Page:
by DeDe Dawson
Science Liaison Librarian,
University of Saskatchewan
The C-EBLIP Journal Club kicked off 2017 with a “classic” article:
Malenfant, K. J. (2010). Leading Change in the System of Scholarly Communication : A Case Study of Engaging Liaison Librarians for Outreach to Faculty. College & Research Libraries, 71(1), 63–76. Retrieved from http://crl.acrl.org/content/71/1/63.full.pdf
In journal club we tend to select newer articles from the last year or two. Although 2010 is not that long ago it is outside our usual range. I recently revisited this article while working on a strategic action item that I am leading for our library. Our team for this action item is tasked with positioning the library as the source for open access expertise and advocacy on campus. As we contemplate ways to engage our library colleagues in this topic we have been doing what all good academics do: consult the literature! This article, in particular, seemed a good one to discuss beyond our team.
Kara Malenfant is a Senior Strategist with ACRL. At the time of writing this article her main responsibility and interest was in changes in scholarly communication and how libraries are responding to them. The article is an intrinsic case study: “…a special, significant example, not a typical or average case of how libraries implement scholarly communication outreach programs” (p 64). She describes how the University of Minnesota (UMN) Libraries “mainstreamed” scholarly communication duties into the work of all liaison librarians.
The notion of an “intrinsic” case study was new and intriguing to me. Indeed, the methods of this research were the first discussion point raised in our journal club. Malenfant conducted semi-structured interviews with two liaisons involved in this transition as well as Karen Williams, the library administrator at the time who implemented the change. A few of us raised concerns about the low number of people interviewed and their obvious bias in support of the changes, while another objected to the lack of generalizability of this kind of method. Despite these concerns, we all agreed strongly that this article is highly valuable and worthwhile – and one of the better case study articles we have read! Biases are labelled and acknowledged, and Malefant is clear about the methods and limitations.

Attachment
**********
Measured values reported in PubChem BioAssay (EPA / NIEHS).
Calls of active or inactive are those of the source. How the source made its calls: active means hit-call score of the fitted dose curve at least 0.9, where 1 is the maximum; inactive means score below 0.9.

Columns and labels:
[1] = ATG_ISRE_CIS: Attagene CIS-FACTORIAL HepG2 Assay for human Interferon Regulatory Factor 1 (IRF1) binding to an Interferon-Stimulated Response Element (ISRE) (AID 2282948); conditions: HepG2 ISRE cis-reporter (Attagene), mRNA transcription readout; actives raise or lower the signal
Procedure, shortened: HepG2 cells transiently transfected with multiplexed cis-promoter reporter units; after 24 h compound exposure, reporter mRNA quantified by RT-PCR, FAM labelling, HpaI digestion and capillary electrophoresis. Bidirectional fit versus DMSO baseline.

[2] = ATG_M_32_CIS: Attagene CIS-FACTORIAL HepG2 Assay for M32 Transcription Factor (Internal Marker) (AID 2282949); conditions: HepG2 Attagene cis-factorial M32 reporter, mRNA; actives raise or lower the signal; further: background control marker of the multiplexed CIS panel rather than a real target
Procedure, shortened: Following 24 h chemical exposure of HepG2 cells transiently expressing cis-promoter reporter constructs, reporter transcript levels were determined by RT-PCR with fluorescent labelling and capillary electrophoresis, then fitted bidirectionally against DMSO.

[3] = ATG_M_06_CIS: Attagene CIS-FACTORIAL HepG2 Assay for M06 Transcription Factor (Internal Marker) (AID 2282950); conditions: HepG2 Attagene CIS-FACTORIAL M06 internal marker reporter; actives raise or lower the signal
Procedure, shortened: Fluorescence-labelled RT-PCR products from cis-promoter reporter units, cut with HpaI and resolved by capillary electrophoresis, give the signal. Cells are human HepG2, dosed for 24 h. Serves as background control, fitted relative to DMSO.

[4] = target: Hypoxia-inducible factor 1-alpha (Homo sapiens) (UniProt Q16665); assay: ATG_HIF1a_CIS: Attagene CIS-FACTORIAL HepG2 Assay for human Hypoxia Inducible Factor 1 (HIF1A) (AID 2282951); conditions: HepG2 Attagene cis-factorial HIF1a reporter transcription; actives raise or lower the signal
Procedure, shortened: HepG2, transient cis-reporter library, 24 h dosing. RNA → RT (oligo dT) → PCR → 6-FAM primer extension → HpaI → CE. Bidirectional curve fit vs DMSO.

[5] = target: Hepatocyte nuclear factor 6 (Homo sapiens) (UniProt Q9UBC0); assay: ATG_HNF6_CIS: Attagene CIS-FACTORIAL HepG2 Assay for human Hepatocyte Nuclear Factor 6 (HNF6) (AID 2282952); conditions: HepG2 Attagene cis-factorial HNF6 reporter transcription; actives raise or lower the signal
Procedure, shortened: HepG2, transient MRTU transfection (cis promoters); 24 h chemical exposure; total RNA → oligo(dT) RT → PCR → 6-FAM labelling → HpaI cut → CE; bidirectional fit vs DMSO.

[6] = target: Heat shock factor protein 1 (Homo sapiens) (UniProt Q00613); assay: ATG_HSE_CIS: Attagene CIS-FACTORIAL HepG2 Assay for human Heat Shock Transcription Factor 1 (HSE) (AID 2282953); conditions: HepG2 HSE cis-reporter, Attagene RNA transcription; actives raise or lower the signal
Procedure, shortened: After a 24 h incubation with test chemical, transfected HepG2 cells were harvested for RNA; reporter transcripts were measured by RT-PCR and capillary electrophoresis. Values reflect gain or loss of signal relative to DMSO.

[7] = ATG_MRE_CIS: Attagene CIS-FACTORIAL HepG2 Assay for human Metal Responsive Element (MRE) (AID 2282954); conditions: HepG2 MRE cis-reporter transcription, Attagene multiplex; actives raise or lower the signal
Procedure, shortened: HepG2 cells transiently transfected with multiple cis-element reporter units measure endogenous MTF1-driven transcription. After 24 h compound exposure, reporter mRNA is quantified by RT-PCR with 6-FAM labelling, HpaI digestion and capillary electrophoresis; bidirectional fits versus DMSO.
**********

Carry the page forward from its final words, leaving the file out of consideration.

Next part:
Apparently, many other readers agree too. The article is highly cited and was selected as a landmark paper for republication in the College & Research Libraries’ 75th Anniversary issue. We discussed this popularity a bit too. Malenfant clearly states that the findings of a case study of this type are not generalizable… but they are transferable. This rings true: we noted many situations described where we saw ourselves and our library! We identified with the challenges the UMN Libraries faced. It is likely the case for other readers as well. All academic libraries face this challenge of how to address the changing needs of their users with the same, or fewer, resources and how to engage liaisons in new areas when they are already overwhelmed with numerous responsibilities. So, it is not surprising that the journal club discussion veered away from the article and towards this meaty and contentious topic.
Scholarly communication support is an obvious and pressing need on campus, and liaison librarians are ideally positioned to provide this kind of support. Making this kind of transition, getting everyone on board and (most critically) stopping doing some other things, is a rough road however. The successful strategies discussed in this intrinsic case study are useful to many libraries struggling with the same challenges.
This article gives the views of the author and not necessarily the views the Centre for Evidence Based Library and Information Practice or the University Library, University of Saskatchewan.